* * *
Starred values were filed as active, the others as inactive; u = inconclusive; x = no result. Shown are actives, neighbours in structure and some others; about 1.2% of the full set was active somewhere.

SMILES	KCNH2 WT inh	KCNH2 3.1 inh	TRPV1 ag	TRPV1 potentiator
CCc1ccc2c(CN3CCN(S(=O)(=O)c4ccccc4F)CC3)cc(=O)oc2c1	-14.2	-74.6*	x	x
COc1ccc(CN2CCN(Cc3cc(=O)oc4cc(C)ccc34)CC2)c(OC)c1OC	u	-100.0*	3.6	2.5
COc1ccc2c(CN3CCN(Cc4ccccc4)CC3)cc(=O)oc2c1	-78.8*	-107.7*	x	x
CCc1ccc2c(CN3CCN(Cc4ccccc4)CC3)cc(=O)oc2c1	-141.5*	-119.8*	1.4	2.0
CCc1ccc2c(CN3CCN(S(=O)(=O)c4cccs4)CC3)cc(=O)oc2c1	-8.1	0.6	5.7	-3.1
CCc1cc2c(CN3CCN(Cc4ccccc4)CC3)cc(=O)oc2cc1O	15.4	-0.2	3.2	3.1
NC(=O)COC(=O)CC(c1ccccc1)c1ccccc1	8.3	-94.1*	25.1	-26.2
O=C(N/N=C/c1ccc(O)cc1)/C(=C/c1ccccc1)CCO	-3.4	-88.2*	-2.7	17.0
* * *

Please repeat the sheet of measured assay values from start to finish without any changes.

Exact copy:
Starred values were filed as active, the others as inactive; u = inconclusive; x = no result. Shown are actives, neighbours in structure and some others; about 1.2% of the full set was active somewhere.

SMILES	KCNH2 WT inh	KCNH2 3.1 inh	TRPV1 ag	TRPV1 potentiator
CCc1ccc2c(CN3CCN(S(=O)(=O)c4ccccc4F)CC3)cc(=O)oc2c1	-14.2	-74.6*	x	x
COc1ccc(CN2CCN(Cc3cc(=O)oc4cc(C)ccc34)CC2)c(OC)c1OC	u	-100.0*	3.6	2.5
COc1ccc2c(CN3CCN(Cc4ccccc4)CC3)cc(=O)oc2c1	-78.8*	-107.7*	x	x
CCc1ccc2c(CN3CCN(Cc4ccccc4)CC3)cc(=O)oc2c1	-141.5*	-119.8*	1.4	2.0
CCc1ccc2c(CN3CCN(S(=O)(=O)c4cccs4)CC3)cc(=O)oc2c1	-8.1	0.6	5.7	-3.1
CCc1cc2c(CN3CCN(Cc4ccccc4)CC3)cc(=O)oc2cc1O	15.4	-0.2	3.2	3.1
NC(=O)COC(=O)CC(c1ccccc1)c1ccccc1	8.3	-94.1*	25.1	-26.2
O=C(N/N=C/c1ccc(O)cc1)/C(=C/c1ccccc1)CCO	-3.4	-88.2*	-2.7	17.0